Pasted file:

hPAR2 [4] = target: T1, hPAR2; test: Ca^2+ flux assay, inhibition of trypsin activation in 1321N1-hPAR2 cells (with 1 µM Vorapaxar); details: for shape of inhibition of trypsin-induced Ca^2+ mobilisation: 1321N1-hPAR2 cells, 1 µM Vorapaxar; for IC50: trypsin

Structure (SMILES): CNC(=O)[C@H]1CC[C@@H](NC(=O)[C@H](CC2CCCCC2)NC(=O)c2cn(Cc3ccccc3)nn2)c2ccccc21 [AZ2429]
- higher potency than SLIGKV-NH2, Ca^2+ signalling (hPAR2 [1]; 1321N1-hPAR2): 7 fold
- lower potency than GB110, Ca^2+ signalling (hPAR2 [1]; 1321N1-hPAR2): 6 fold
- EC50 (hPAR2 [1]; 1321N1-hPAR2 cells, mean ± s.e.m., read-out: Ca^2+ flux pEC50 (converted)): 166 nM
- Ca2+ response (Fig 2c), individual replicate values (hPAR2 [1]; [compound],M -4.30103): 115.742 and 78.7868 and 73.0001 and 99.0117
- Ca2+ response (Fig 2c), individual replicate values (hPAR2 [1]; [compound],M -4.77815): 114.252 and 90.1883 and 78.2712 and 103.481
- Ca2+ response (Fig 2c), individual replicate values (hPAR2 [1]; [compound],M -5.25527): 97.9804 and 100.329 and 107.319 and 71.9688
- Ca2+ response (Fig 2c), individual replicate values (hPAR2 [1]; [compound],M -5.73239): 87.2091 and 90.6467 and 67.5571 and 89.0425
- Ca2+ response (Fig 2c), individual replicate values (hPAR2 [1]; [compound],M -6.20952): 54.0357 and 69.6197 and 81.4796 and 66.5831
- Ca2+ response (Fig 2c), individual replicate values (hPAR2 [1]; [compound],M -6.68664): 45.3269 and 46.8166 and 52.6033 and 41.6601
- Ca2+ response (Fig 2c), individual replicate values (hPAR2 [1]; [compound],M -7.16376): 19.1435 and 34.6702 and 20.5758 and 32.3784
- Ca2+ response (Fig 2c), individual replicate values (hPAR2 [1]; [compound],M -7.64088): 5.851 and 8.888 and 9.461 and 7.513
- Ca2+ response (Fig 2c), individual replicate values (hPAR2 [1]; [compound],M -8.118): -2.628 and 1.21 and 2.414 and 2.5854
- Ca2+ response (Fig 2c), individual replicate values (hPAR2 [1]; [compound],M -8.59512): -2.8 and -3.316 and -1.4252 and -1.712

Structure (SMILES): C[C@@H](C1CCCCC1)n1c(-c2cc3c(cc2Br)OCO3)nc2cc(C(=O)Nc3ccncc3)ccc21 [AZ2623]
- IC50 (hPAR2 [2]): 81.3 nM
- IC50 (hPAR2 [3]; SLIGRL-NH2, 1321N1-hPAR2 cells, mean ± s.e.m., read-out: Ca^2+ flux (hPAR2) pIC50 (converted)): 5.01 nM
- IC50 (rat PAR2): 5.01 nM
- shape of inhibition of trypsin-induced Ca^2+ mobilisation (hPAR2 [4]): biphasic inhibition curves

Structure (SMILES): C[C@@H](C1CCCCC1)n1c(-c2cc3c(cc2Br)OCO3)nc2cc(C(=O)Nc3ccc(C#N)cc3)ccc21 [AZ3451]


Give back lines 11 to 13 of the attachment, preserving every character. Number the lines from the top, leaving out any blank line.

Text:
- Ca2+ response (Fig 2c), individual replicate values (hPAR2 [1]; [compound],M -6.68664): 45.3269 and 46.8166 and 52.6033 and 41.6601
- Ca2+ response (Fig 2c), individual replicate values (hPAR2 [1]; [compound],M -7.16376): 19.1435 and 34.6702 and 20.5758 and 32.3784
- Ca2+ response (Fig 2c), individual replicate values (hPAR2 [1]; [compound],M -7.64088): 5.851 and 8.888 and 9.461 and 7.513